Diffraction

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  • Diffraction
definition
  • Bending and spreading of the propagating wave around obstacles, openings, and regions of varying refractive index.
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  • Df
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Abstract from DBPedia
    Diffraction refers to various phenomena which occur when a wave encounters an obstacle or a slit. It is defined as the bending of light around the corners of an obstacle or aperture into the region of geometrical shadow of the obstacle. In classical physics, the diffraction phenomenon is described as the interference of waves according to the Huygens–Fresnel principle. These characteristic behaviors are exhibited when a wave encounters an obstacle or a slit that is comparable in size to its wavelength. Similar effects occur when a light wave travels through a medium with a varying refractive index, or when a sound wave travels through a medium with varying acoustic impedance. Diffraction occurs with all waves, including sound waves, water waves, and electromagnetic waves such as visible light, X-rays and radio waves. Since physical objects have wave-like properties (at the atomic level), diffraction also occurs with matter and can be studied according to the principles of quantum mechanics. Italian scientist Francesco Maria Grimaldi coined the word "diffraction" and was the first to record accurate observations of the phenomenon in 1660. While diffraction occurs whenever propagating waves encounter such changes, its effects are generally most pronounced for waves whose wavelength is roughly comparable to the dimensions of the diffracting object or slit. If the obstructing object provides multiple, closely spaced openings, a complex pattern of varying intensity can result. This is due to the addition, or interference, of different parts of a wave that travels to the observer by different paths, where different path lengths result in different phases (see diffraction grating and wave superposition). The formalism of diffraction can also describe the way in which waves of finite extent propagate in free space. For example, the expanding profile of a laser beam, the beam shape of a radar antenna and the field of view of an ultrasonic transducer can all be analyzed using diffraction equations.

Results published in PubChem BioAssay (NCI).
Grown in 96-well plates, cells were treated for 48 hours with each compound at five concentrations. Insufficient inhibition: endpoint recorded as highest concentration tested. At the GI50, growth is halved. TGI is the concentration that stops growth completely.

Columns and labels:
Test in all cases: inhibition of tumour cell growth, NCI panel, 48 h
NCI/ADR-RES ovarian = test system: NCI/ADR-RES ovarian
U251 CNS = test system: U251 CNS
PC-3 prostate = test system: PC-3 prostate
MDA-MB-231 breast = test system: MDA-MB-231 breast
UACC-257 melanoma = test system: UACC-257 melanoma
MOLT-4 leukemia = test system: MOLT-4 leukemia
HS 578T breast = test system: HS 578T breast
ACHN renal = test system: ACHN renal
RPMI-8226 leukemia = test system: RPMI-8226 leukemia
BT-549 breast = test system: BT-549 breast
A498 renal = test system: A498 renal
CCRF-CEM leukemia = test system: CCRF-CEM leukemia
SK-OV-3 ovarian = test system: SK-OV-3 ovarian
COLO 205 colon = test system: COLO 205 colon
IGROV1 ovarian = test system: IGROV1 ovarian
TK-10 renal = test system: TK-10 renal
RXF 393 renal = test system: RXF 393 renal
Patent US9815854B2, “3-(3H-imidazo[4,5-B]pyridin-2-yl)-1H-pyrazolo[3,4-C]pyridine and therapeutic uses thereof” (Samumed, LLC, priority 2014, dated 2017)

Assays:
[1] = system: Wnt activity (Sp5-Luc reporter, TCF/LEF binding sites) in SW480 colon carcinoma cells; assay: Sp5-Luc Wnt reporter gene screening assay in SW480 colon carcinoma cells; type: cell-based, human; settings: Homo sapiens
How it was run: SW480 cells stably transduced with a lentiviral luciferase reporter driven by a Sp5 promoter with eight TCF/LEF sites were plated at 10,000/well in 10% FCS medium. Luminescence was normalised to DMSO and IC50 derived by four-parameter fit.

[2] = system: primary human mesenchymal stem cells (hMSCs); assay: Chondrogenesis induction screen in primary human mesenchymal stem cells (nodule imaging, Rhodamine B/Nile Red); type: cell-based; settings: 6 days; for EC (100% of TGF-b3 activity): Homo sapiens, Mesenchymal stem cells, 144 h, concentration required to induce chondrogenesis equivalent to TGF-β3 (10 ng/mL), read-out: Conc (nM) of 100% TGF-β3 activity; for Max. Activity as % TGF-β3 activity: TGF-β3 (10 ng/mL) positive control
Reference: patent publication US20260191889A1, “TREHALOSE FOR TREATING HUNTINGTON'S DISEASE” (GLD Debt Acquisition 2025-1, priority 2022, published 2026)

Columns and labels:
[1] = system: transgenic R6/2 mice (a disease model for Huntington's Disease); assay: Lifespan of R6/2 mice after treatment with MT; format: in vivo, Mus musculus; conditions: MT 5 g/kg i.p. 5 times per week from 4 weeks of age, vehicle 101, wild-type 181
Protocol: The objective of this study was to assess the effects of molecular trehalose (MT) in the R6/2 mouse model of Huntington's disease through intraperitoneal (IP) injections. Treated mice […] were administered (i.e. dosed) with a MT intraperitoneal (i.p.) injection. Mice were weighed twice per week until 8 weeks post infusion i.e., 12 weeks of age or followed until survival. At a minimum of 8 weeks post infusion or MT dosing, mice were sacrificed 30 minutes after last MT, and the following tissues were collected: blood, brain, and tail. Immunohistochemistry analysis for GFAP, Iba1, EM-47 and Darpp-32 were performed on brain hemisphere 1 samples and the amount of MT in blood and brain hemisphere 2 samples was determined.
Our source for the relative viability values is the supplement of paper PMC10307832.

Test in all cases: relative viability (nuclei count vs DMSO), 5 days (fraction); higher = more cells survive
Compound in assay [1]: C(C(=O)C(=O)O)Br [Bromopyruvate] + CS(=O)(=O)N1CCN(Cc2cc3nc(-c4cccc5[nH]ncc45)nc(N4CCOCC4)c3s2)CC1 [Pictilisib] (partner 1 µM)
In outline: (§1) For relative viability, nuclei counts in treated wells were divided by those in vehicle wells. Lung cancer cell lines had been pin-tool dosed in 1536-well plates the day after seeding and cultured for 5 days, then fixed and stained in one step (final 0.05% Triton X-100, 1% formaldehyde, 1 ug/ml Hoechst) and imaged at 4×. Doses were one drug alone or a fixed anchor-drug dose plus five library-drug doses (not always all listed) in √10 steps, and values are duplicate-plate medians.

回折(かいせつ、英語:diffraction)とは媒質中を伝わる波(または波動)に対し障害物が存在する時、波がその障害物の背後など、つまり一見すると幾何学的には到達できない領域に回り込んで伝わっていく現象のことを言う。1665年にイタリアの数学者・物理学者であったフランチェスコ・マリア・グリマルディにより初めて報告された。障害物に対して波長が大きいほど回折角(障害物の背後に回り込む角度)は大きい。 回折は音波、水の波、電磁波(可視光やX線など)を含むあらゆる波について起こる。単色光を十分に狭いスリットに通しスクリーンに当てると回折によって光のあたる範囲が広がり、干渉によって縞模様ができる。この現象は、量子性が顕著となる粒子のビーム(例:電子線、中性子線など)でも起こる(参照:物質波)。電子線や中性子線などを結晶などに当てて得られる回折図形から結晶構造の解析を行うことができる。これは電磁波であるX線でも同様な結晶構造の解析を行うことができる。それぞれ電子回折法、中性子回折法、X線回折法として結晶構造の解析手法が確立されている。写真撮影においても、絞りを小さく絞ると光の回折現象により画像の鮮明さが低下する。この現象については小絞りボケの項を参照されたい。

    (Source: http://dbpedia.org/resource/Diffraction)